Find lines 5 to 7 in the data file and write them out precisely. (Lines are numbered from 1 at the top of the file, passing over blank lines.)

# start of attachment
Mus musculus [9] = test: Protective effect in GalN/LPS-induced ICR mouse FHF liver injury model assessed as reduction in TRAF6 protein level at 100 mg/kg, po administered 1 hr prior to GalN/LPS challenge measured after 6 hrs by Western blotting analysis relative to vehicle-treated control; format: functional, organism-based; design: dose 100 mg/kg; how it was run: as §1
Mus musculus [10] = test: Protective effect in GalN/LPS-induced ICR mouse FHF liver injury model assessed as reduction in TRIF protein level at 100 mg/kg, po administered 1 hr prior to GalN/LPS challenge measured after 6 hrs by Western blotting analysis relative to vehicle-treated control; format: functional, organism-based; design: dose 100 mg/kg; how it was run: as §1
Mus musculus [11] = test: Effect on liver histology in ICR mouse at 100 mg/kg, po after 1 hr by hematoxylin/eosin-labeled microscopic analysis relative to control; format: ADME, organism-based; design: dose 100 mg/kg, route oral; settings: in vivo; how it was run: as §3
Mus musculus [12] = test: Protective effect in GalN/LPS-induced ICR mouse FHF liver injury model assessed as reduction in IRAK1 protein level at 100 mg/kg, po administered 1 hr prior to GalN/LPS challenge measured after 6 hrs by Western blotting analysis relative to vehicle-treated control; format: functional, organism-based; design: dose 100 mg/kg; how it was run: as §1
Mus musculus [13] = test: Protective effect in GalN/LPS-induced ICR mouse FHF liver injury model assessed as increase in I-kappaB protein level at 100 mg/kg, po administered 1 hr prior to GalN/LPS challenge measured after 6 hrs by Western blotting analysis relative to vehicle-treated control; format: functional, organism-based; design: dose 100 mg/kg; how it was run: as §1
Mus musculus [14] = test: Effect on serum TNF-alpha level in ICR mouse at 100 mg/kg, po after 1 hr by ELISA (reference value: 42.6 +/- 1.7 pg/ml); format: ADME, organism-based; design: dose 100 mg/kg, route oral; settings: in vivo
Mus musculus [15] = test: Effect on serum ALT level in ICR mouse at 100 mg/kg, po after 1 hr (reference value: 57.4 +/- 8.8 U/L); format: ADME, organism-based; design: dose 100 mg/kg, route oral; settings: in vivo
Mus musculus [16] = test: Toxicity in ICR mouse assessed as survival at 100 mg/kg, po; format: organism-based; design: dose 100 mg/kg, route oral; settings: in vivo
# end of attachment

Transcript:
Mus musculus [13] = test: Protective effect in GalN/LPS-induced ICR mouse FHF liver injury model assessed as increase in I-kappaB protein level at 100 mg/kg, po administered 1 hr prior to GalN/LPS challenge measured after 6 hrs by Western blotting analysis relative to vehicle-treated control; format: functional, organism-based; design: dose 100 mg/kg; how it was run: as §1
Mus musculus [14] = test: Effect on serum TNF-alpha level in ICR mouse at 100 mg/kg, po after 1 hr by ELISA (reference value: 42.6 +/- 1.7 pg/ml); format: ADME, organism-based; design: dose 100 mg/kg, route oral; settings: in vivo
Mus musculus [15] = test: Effect on serum ALT level in ICR mouse at 100 mg/kg, po after 1 hr (reference value: 57.4 +/- 8.8 U/L); format: ADME, organism-based; design: dose 100 mg/kg, route oral; settings: in vivo